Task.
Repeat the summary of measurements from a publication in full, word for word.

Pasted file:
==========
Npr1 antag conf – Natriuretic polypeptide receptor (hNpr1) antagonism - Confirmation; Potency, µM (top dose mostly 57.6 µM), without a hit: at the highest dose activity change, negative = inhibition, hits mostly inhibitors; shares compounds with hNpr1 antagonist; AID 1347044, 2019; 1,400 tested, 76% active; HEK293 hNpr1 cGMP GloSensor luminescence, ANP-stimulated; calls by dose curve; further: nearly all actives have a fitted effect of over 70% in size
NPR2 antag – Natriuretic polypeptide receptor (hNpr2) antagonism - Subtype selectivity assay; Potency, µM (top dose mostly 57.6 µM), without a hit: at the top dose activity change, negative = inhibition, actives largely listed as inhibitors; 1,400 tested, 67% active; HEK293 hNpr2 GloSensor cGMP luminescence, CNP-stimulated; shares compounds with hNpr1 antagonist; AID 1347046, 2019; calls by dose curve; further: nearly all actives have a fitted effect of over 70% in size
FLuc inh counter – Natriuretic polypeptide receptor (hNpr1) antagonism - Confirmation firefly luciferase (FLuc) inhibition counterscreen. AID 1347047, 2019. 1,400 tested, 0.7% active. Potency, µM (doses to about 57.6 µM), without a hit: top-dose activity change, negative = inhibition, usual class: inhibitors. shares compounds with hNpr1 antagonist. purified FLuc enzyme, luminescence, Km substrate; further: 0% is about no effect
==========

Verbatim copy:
Npr1 antag conf – Natriuretic polypeptide receptor (hNpr1) antagonism - Confirmation; Potency, µM (top dose mostly 57.6 µM), without a hit: at the highest dose activity change, negative = inhibition, hits mostly inhibitors; shares compounds with hNpr1 antagonist; AID 1347044, 2019; 1,400 tested, 76% active; HEK293 hNpr1 cGMP GloSensor luminescence, ANP-stimulated; calls by dose curve; further: nearly all actives have a fitted effect of over 70% in size
NPR2 antag – Natriuretic polypeptide receptor (hNpr2) antagonism - Subtype selectivity assay; Potency, µM (top dose mostly 57.6 µM), without a hit: at the top dose activity change, negative = inhibition, actives largely listed as inhibitors; 1,400 tested, 67% active; HEK293 hNpr2 GloSensor cGMP luminescence, CNP-stimulated; shares compounds with hNpr1 antagonist; AID 1347046, 2019; calls by dose curve; further: nearly all actives have a fitted effect of over 70% in size
FLuc inh counter – Natriuretic polypeptide receptor (hNpr1) antagonism - Confirmation firefly luciferase (FLuc) inhibition counterscreen. AID 1347047, 2019. 1,400 tested, 0.7% active. Potency, µM (doses to about 57.6 µM), without a hit: top-dose activity change, negative = inhibition, usual class: inhibitors. shares compounds with hNpr1 antagonist. purified FLuc enzyme, luminescence, Km substrate; further: 0% is about no effect